7. ^ "Thrillist Staff Ratify Contract With Writers Guild East". The Hollywood Reporter. Retrieved 18 October 2018.
  8. ^ "Thrillist Union on Twitter". Twitter. Retrieved 18 October 2018.
  9. ^ McMahan, Ty (13 May 2010). "Is Thrillist The Future of Media? – Speakeasy – WSJ". The Wall Street Journal. Retrieved 20 October 2011.
  10. ^ Ante, Spencer E. (31 March 2011). "Chief Financial Officer of the Huffington Post to Leave". WSJ. Retrieved 16 March 2017.
  11. ^ Savitz, Eric. "SEC Charges TheStreet, 3 Execs With Accounting Fraud". Forbes. Retrieved 16 March 2017.
  12. ^ Del Ray, Jason (7 February 2012). "Thrillist Hires New Head of Sales, Forms Thrillist Media Group". AdAge. Retrieved 13 February 2012.
  13. ^ Kafka, Peter. "Dude, Here's Your Series A: Ben Lerer's Thrillist Raises $13 Million". AllThingssD.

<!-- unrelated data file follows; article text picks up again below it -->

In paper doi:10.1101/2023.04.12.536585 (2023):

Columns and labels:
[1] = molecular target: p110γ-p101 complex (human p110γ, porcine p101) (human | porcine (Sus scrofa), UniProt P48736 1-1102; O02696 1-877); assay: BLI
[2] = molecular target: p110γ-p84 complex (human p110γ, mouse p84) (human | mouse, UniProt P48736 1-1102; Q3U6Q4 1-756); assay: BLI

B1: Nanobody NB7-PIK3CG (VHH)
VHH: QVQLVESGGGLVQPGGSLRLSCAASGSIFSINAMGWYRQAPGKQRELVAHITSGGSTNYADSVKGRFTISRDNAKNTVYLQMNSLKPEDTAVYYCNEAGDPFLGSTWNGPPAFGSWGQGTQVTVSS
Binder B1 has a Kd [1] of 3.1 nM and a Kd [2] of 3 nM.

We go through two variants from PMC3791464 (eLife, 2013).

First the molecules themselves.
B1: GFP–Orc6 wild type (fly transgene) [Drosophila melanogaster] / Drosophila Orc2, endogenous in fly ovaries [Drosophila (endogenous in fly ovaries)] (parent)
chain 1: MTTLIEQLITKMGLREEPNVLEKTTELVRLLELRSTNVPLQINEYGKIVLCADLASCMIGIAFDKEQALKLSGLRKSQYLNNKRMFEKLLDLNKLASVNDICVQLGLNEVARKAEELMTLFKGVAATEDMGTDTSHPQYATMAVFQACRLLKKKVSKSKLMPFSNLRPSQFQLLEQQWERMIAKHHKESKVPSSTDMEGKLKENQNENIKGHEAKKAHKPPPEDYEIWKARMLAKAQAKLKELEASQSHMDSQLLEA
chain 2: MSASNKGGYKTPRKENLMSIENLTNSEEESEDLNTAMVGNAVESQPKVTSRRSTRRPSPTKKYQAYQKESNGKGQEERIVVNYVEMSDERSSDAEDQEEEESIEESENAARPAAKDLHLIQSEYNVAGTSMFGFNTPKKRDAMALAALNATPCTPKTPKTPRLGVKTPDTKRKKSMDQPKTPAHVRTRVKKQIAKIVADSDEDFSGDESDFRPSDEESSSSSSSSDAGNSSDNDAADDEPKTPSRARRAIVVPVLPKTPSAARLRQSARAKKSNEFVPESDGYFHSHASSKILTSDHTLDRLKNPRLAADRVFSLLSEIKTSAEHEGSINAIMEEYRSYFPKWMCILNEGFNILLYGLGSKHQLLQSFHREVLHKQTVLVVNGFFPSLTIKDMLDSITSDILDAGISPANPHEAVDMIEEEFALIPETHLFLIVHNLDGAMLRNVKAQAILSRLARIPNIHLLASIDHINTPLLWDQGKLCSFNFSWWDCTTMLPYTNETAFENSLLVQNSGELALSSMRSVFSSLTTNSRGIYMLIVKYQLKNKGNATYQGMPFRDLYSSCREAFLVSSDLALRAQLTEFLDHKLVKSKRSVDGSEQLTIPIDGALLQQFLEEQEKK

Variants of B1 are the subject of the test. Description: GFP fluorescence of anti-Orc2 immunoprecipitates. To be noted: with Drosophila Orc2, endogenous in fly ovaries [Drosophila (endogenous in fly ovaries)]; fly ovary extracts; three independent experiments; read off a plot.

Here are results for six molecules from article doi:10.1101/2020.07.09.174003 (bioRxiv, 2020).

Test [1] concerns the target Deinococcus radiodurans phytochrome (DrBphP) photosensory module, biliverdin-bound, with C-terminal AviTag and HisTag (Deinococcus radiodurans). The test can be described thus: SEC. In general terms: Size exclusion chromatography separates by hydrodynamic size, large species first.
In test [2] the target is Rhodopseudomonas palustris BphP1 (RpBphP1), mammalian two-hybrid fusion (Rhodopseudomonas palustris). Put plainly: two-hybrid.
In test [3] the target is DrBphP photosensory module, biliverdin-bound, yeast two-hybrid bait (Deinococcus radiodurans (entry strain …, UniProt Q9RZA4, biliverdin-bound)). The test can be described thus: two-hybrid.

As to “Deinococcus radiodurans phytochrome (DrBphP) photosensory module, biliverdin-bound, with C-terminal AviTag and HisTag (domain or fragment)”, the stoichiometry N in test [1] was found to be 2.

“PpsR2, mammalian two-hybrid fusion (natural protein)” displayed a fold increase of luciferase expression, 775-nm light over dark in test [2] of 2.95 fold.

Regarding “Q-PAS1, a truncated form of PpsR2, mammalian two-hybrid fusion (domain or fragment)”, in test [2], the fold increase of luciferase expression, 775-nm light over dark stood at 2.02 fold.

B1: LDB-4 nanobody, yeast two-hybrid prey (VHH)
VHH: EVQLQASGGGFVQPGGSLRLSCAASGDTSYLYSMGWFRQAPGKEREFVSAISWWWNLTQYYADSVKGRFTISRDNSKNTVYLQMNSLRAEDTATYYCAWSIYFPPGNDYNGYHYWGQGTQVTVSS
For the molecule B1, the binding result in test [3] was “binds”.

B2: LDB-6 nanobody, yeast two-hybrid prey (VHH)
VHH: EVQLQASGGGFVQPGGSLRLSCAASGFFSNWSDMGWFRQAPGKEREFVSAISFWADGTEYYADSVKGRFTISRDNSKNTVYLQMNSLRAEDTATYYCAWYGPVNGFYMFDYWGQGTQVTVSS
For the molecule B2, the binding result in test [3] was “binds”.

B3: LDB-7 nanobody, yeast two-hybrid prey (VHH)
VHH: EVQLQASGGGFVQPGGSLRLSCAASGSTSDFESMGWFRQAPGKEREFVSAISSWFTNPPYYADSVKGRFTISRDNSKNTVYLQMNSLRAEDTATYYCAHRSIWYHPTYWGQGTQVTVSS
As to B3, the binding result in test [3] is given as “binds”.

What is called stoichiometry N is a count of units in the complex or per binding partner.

14. ^ Del Rey, Jason (6 March 2013). "Thrillist Media Launches 'The Crosby Press' to Finally Solve Content + Commerce Puzzle". Advertising Age. Retrieved 26 March 2016.
  15. ^ Foster, Tom (29 May 2015). "How Ben Lerer Succeeded Where So Many Others Failed". Inc. Retrieved 26 March 2016.
  16. ^ Shields, Mike. "Thrillist Is Launching a Tech Publication". Adweek. Adweek. Retrieved 6 October 2013.
  17. ^ "Supercompressor (@supercompressor) | Twitter". Retrieved 14 March 2017.
  18. ^ "Axel Springer buys minority stake in Thrillist". USA TODAY. Retrieved 16 March 2017.
  19. ^ Alpert, Lukas I. "Discovery invests in digital-media outlets". MarketWatch. Retrieved 16 March 2017.
  20. ^ "Startup JackThreads Lays Off Most Staff and Puts Itself Up for Sale". Fortune. Retrieved 14 March 2017.